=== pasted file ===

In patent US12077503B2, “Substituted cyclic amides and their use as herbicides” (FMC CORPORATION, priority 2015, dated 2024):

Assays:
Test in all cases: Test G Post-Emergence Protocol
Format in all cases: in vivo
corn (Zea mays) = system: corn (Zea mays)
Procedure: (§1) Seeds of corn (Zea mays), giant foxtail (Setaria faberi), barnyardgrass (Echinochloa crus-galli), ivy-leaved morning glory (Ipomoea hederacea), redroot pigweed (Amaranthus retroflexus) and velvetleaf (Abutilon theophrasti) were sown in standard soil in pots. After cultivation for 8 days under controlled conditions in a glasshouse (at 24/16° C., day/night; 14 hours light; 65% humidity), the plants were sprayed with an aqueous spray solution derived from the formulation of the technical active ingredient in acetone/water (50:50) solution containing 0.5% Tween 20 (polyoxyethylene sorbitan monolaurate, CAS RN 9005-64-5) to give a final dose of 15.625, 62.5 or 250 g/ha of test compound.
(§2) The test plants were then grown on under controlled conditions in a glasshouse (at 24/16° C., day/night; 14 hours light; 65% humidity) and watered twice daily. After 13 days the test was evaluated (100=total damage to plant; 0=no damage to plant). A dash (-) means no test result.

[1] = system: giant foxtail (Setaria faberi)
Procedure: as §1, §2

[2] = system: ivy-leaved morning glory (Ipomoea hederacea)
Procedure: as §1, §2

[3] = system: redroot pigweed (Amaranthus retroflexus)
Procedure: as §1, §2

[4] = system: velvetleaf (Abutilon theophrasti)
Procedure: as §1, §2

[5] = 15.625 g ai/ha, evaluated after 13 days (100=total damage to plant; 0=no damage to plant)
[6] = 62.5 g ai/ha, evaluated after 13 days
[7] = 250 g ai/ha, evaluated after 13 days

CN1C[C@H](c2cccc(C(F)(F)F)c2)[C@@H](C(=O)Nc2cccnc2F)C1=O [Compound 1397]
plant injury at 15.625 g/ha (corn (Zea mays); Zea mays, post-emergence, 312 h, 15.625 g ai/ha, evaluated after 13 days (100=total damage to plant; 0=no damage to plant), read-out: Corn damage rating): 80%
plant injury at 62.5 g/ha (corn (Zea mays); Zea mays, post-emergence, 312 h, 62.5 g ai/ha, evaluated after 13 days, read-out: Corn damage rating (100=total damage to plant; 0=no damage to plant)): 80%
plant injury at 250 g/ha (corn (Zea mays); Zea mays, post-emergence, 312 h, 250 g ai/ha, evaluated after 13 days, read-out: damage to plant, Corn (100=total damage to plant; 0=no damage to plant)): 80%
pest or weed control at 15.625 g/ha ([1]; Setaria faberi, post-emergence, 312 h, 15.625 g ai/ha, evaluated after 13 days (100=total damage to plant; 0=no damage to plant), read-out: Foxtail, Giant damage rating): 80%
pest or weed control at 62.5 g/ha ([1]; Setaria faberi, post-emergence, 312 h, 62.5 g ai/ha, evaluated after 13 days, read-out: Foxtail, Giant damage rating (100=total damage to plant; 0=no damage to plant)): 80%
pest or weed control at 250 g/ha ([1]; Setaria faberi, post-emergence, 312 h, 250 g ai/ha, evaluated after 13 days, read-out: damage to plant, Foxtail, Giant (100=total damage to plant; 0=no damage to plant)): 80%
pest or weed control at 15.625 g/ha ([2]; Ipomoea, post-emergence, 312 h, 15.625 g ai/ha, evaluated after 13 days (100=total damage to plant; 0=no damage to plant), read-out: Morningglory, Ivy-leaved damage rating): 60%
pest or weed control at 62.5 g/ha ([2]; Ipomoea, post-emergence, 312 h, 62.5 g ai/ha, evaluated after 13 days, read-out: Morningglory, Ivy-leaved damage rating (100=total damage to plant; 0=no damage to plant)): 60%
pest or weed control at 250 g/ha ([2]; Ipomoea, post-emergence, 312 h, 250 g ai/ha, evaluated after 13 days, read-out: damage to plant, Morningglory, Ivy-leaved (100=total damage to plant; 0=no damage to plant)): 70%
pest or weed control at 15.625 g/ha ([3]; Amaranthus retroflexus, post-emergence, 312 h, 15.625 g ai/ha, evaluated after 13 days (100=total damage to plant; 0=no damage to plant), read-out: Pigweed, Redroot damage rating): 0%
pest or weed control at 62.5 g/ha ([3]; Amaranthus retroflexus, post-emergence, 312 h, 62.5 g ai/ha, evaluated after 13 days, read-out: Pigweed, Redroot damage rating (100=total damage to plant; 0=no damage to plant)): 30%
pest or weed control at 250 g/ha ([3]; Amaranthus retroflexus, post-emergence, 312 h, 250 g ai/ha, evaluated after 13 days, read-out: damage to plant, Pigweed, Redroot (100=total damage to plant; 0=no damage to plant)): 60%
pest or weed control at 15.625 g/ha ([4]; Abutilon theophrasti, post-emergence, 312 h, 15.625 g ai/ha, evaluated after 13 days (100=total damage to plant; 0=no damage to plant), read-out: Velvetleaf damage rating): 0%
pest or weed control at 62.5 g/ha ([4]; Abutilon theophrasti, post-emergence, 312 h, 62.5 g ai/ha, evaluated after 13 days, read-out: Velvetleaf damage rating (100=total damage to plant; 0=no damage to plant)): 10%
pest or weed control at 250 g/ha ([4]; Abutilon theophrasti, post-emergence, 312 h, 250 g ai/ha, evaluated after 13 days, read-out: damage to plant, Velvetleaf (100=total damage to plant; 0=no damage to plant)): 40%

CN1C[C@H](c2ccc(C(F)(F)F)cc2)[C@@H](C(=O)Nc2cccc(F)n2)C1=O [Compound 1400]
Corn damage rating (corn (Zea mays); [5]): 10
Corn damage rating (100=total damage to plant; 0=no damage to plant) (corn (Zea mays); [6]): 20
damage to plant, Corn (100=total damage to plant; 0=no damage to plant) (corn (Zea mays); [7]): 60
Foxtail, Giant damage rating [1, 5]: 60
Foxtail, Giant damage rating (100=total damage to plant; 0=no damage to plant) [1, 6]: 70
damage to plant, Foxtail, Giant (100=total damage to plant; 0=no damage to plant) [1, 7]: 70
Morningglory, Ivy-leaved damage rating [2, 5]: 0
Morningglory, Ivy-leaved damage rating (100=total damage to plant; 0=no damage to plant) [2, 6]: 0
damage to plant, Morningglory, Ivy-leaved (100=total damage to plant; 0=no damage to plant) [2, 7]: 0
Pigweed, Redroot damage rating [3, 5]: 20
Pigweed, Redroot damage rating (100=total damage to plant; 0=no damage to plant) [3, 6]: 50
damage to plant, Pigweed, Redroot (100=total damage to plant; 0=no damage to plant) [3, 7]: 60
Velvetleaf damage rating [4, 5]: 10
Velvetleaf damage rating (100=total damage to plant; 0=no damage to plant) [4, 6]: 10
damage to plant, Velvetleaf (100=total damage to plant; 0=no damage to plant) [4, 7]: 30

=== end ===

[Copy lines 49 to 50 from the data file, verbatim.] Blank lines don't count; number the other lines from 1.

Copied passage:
Velvetleaf damage rating (100=total damage to plant; 0=no damage to plant) [4, 6]: 10
damage to plant, Velvetleaf (100=total damage to plant; 0=no damage to plant) [4, 7]: 30